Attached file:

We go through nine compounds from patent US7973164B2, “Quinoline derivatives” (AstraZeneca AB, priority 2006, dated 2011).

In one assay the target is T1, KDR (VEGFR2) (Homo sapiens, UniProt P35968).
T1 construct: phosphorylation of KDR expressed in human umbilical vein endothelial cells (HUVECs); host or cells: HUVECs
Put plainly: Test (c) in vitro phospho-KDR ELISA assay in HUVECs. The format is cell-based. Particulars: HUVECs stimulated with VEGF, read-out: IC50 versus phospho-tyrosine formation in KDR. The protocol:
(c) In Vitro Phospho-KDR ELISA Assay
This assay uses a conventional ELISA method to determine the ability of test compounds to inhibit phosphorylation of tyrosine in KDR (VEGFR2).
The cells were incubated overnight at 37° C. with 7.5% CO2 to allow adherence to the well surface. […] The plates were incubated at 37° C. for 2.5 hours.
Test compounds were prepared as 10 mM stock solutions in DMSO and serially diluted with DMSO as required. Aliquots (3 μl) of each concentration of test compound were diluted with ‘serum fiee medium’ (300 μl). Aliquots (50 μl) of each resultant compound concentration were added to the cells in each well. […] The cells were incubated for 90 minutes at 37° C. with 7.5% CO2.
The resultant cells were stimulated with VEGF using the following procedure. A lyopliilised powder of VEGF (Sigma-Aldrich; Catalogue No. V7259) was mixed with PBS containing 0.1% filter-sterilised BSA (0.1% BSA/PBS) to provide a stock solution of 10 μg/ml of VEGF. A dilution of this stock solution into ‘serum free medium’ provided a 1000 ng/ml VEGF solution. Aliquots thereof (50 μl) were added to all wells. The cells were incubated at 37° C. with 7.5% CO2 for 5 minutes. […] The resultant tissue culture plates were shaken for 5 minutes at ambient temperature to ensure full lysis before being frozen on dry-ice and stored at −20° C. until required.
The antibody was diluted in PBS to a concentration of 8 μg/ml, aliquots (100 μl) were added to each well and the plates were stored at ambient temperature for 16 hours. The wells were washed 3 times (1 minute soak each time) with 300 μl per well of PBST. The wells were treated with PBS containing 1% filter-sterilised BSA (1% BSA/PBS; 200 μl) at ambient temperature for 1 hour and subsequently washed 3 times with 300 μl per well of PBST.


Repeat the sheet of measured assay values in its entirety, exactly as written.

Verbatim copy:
We go through nine compounds from patent US7973164B2, “Quinoline derivatives” (AstraZeneca AB, priority 2006, dated 2011).

In one assay the target is T1, KDR (VEGFR2) (Homo sapiens, UniProt P35968).
T1 construct: phosphorylation of KDR expressed in human umbilical vein endothelial cells (HUVECs); host or cells: HUVECs
Put plainly: Test (c) in vitro phospho-KDR ELISA assay in HUVECs. The format is cell-based. Particulars: HUVECs stimulated with VEGF, read-out: IC50 versus phospho-tyrosine formation in KDR. The protocol:
(c) In Vitro Phospho-KDR ELISA Assay
This assay uses a conventional ELISA method to determine the ability of test compounds to inhibit phosphorylation of tyrosine in KDR (VEGFR2).
The cells were incubated overnight at 37° C. with 7.5% CO2 to allow adherence to the well surface. […] The plates were incubated at 37° C. for 2.5 hours.
Test compounds were prepared as 10 mM stock solutions in DMSO and serially diluted with DMSO as required. Aliquots (3 μl) of each concentration of test compound were diluted with ‘serum fiee medium’ (300 μl). Aliquots (50 μl) of each resultant compound concentration were added to the cells in each well. […] The cells were incubated for 90 minutes at 37° C. with 7.5% CO2.
The resultant cells were stimulated with VEGF using the following procedure. A lyopliilised powder of VEGF (Sigma-Aldrich; Catalogue No. V7259) was mixed with PBS containing 0.1% filter-sterilised BSA (0.1% BSA/PBS) to provide a stock solution of 10 μg/ml of VEGF. A dilution of this stock solution into ‘serum free medium’ provided a 1000 ng/ml VEGF solution. Aliquots thereof (50 μl) were added to all wells. The cells were incubated at 37° C. with 7.5% CO2 for 5 minutes. […] The resultant tissue culture plates were shaken for 5 minutes at ambient temperature to ensure full lysis before being frozen on dry-ice and stored at −20° C. until required.
The antibody was diluted in PBS to a concentration of 8 μg/ml, aliquots (100 μl) were added to each well and the plates were stored at ambient temperature for 16 hours. The wells were washed 3 times (1 minute soak each time) with 300 μl per well of PBST. The wells were treated with PBS containing 1% filter-sterilised BSA (1% BSA/PBS; 200 μl) at ambient temperature for 1 hour and subsequently washed 3 times with 300 μl per well of PBST.